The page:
It's conventional wisdom these days that Washington gridlock is the main thing holding back the economy. But the fiscal standoffs may not be as much of a headwind as people think. In fact, they might be good for the economy.
On Friday, Wells Fargo's CFO Tim Sloan said that the so-called fiscal cliff, the mix of tax increases and spending cuts that were set to kick in January 1st but were partially averted in a last minute deal, was good for business. He said lending at the bank (WFC) picked up in the fourth quarter, particular in December, in part because of the fiscal cliff. Companies looking to pay out dividends early or do deals ahead of the planned tax increases borrowed money to do so.
"The fiscal cliff actually had a positive effect on our business," Sloan told analysts on Friday.
Wells was not alone. Investment bankers and lawyers were busier than usual at the end of the year, completing deals ahead of fiscal cliff deadline. And not all of those deals just mean more money for Wall Street. Disney (DIS) says it plans to beef up spending at LucasFilms, which it bought in late October for $4 billion -- one of the many deals that appear to have been pushed by the fiscal cliff.
Some would argue that these deals would've happened anyway, just a few months later. So really all the fiscal cliff did was pull some activity forward. But that's what stimulus always does. It's impossible to know that all of these deals would have happened without the cliff drama.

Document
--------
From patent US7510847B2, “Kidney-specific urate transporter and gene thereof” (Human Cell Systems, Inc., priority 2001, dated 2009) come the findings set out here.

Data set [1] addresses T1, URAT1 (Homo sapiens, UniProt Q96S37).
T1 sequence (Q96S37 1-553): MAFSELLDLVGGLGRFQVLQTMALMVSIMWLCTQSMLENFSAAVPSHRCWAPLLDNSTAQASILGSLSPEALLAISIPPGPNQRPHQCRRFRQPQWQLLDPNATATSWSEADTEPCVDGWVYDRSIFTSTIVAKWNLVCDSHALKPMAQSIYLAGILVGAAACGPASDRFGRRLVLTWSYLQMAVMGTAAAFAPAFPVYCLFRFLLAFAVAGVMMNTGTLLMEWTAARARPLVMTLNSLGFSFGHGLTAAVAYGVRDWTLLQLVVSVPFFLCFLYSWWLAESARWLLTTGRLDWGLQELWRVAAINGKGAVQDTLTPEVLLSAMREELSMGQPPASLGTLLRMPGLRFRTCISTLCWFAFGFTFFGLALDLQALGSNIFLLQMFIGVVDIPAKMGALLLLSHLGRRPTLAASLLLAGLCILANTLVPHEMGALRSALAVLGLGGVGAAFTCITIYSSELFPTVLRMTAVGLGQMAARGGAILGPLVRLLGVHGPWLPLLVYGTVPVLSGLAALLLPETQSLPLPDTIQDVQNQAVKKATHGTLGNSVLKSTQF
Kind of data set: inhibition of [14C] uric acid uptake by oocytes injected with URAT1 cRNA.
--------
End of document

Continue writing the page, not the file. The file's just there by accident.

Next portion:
The government will benefit as well. A number of companies, Costco (COST) included, paid out special dividends at the end of 2012. And while those deals may have been done to avoid higher taxes in the future, they are still going to generate more tax revenue now, which could help to narrow the deficit.
At the very least, there seems to be little indication that the fiscal cliff slowed the economy, as many predicted it would. Companies added just over 150,000 workers to their payrolls in December, which is about the pace of growth we have been on for months. But hours worked was up in December, and for the first time in a while pay was up as well. That suggests that companies were ramping up their activities in December, not slowing down.
The one sign that the fiscal cliff might have slowed the economy came from business investment, which was down in the fourth quarter. But it was down in the third quarter as well. So that seems more like the continuation of a trend, perhaps inspired by debt problems in Europe or fears of a hard landing in China, rather than fiscal cliff-related.
The takeaway is that Washington acrimony is most likely not nearly the negative that people on Wall Street think it is. Remember how everyone said the debt ceiling standoff back in the summer of 2011 was such a disaster? In retrospect, not so much. The Dow Jones industrial average is up about 2,500 points since then. Interest rates are still low. And the recovery is, slowly, still happening. So perhaps we shouldn't be as worried about the current debt ceiling standoff. Although, of course, you never know.